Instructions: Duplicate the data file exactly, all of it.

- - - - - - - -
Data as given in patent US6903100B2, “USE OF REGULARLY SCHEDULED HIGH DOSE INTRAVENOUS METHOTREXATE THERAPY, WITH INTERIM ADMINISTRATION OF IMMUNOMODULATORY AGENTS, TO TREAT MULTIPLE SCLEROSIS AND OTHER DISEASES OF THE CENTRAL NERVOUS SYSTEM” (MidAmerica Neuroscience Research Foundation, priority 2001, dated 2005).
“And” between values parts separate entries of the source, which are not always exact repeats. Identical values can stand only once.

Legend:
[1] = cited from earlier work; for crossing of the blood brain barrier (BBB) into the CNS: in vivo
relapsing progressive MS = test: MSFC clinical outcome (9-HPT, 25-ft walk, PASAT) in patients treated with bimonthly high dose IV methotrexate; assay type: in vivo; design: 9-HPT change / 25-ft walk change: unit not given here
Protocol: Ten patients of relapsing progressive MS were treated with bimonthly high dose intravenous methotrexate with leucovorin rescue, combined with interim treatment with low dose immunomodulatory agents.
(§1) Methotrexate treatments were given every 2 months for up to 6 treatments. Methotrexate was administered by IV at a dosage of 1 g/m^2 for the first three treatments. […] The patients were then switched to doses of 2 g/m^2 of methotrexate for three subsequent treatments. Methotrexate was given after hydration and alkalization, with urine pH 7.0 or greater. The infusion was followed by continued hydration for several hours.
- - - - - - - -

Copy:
Data as given in patent US6903100B2, “USE OF REGULARLY SCHEDULED HIGH DOSE INTRAVENOUS METHOTREXATE THERAPY, WITH INTERIM ADMINISTRATION OF IMMUNOMODULATORY AGENTS, TO TREAT MULTIPLE SCLEROSIS AND OTHER DISEASES OF THE CENTRAL NERVOUS SYSTEM” (MidAmerica Neuroscience Research Foundation, priority 2001, dated 2005).
“And” between values parts separate entries of the source, which are not always exact repeats. Identical values can stand only once.

Legend:
[1] = cited from earlier work; for crossing of the blood brain barrier (BBB) into the CNS: in vivo
relapsing progressive MS = test: MSFC clinical outcome (9-HPT, 25-ft walk, PASAT) in patients treated with bimonthly high dose IV methotrexate; assay type: in vivo; design: 9-HPT change / 25-ft walk change: unit not given here
Protocol: Ten patients of relapsing progressive MS were treated with bimonthly high dose intravenous methotrexate with leucovorin rescue, combined with interim treatment with low dose immunomodulatory agents.
(§1) Methotrexate treatments were given every 2 months for up to 6 treatments. Methotrexate was administered by IV at a dosage of 1 g/m^2 for the first three treatments. […] The patients were then switched to doses of 2 g/m^2 of methotrexate for three subsequent treatments. Methotrexate was given after hydration and alkalization, with urine pH 7.0 or greater. The infusion was followed by continued hydration for several hours.